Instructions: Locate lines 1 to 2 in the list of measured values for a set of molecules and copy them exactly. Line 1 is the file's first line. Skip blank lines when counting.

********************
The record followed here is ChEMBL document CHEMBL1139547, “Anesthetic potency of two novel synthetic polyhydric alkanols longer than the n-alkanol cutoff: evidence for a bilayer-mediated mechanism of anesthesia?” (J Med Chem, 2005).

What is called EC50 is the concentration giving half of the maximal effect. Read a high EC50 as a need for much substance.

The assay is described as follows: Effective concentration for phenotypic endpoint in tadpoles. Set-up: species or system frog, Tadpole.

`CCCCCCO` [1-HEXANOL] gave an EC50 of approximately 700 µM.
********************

The record followed here is ChEMBL document CHEMBL1139547, “Anesthetic potency of two novel synthetic polyhydric alkanols longer than the n-alkanol cutoff: evidence for a bilayer-mediated mechanism of anesthesia?” (J Med Chem, 2005).

What is called EC50 is the concentration giving half of the maximal effect. Read a high EC50 as a need for much substance.